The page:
Habitat Use, Demography, and Landscape Ecology of the Black Bear in South Central Florida

  • Maehr, David (PI)

Grants and Contracts Details


In the face of expanding urbanization, proliferating highways, and the widespread loss of biodiversity, it may seem remarkable to consider the idea of expanding large carnivore populations in Florida. However, successful recovery of the Florida panther (Puma concolor coryi) depends on such expansion (U.S. Fish and Wildlife Service 1987), and a statewide blueprint calls for the interconnection of preserves and other natural areas that will support large carnivores and other elements of Florida's native fauna and flora (Hoctor et al. 2000). Although critics of the concepts of corridors and interconnected landscapes may downplay the usefulness of such conservation approaches (Simberloffand Cox 1987, Simberloffet al. 1992), Florida's largest land mammal, the black bear (Ursus americanusjloridanus), would clearly benefit from a functional statewide metapopulation (Harris et al. 1996, Maehr et al. 2001). A successful metapopulation approach to managing the Florida black bear will include more than just the largest populations that are considered secure (Cox et al. 1994) because peripheral remnant populations could serve as stepping stones and future distribution centers in a statewide ecological network (Hoctor et al. 2000, Hoctor 2003). Further, these small populations may serve as reservoirs of unique genetic lineages and they likely provide ecosystem services that cannot be replaced by smaller ecological generalists such as raccoon (Procyon lotor), Virginia opossum (Didelphis virginianus), and gray fox (Urocyon cinereoargenteus)(Maehr 1997a, Maehr et al. 2001). Over the last 3 decades individual black bears have demonstrated a proclivity for moving long distances and connecting disjunct Florida populations (Maehr et al. 1988, Maehr and Wooding 1992, Wooding et al. 1992, Smith 2001) including the longest known dispersal ofa female in North America (Maehr 1997a, Onorato and Hellgren 2001). This study proposes to examine the ecological and spatial characteristics of one of the last remaining, unstudied remnant black bear populations in Florida. Because of Highlands County's position in a quickly developing part of Florida, its linkage with North America's southeasternmost bear population (Maehr 1984, Brady and Maehr 1985, Maehr et al. 1988), and its existence in a landscape that appears unsuitable for black bear inhabitation (Hoctor 2003), it embodies unique ecological and conservation challenges. The findings of this study will be important in identifying essential core h~bitat and the critical pathways that link remnant forests and other important habitats in the region. The results will also suggest the short- and long-term prospects for the population's persistence through the examination of demographic and genetic data. Recommendations will then be made to promote population and landscape management that maintains this part of the black bear's range as integral to a statewide metapopulation. Objectives 1) Determine habitat use and preference patterns. 2) Determine the overall demographic and genetic status of the population.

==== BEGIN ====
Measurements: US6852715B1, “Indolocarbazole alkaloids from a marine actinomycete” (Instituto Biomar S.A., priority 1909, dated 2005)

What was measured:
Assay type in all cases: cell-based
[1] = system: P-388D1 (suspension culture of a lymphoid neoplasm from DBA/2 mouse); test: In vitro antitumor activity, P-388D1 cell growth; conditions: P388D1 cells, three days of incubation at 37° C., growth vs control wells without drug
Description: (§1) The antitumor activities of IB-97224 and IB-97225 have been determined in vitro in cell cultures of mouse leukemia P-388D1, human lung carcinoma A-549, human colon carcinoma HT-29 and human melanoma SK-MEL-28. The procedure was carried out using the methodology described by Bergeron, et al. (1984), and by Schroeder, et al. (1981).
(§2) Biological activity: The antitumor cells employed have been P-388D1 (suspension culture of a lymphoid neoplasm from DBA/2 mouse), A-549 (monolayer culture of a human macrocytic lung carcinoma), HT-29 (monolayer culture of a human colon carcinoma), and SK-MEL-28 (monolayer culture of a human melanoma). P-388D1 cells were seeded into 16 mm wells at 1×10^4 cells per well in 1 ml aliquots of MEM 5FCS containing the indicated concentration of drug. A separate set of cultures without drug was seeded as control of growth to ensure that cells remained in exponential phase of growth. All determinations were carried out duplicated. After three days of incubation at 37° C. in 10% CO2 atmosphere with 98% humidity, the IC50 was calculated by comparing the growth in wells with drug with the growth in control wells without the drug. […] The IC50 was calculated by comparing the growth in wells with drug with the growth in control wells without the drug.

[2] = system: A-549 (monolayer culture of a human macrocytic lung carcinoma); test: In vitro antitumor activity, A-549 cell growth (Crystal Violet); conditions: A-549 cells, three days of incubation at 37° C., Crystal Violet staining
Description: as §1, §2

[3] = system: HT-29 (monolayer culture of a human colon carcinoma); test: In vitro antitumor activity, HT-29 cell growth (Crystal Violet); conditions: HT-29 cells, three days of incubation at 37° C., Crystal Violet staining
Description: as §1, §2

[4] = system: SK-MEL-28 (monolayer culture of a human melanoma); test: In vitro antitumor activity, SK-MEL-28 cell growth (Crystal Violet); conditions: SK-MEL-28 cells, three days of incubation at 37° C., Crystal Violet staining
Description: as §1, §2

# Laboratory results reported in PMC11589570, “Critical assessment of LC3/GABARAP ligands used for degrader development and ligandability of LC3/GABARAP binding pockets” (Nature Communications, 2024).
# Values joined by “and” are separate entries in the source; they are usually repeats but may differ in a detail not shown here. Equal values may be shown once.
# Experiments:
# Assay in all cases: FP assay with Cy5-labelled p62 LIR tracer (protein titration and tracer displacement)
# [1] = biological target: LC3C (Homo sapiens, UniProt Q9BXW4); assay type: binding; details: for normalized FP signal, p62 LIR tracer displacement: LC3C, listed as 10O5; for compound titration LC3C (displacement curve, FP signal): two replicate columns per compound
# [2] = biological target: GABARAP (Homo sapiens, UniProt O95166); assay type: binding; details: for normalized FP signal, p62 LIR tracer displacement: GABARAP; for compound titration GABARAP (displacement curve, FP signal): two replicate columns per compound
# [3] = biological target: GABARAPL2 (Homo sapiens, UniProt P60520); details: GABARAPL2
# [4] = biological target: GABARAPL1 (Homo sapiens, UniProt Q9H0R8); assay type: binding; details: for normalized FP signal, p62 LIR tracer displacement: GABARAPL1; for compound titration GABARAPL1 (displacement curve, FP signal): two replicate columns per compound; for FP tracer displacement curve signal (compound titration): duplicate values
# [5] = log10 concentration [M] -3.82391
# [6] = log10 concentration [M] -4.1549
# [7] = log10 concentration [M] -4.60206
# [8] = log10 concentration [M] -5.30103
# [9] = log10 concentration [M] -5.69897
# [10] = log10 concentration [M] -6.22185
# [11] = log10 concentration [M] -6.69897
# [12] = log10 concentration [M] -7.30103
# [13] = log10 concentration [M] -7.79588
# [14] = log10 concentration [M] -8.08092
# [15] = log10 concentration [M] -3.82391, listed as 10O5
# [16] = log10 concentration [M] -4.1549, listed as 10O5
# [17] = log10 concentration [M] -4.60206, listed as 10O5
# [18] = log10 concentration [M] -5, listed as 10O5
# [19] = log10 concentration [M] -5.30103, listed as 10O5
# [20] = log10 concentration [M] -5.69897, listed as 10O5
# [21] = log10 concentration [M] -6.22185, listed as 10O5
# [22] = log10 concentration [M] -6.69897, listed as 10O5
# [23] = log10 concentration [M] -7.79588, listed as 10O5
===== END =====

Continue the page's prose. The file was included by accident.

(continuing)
Effective start/end date5/12/046/30/04


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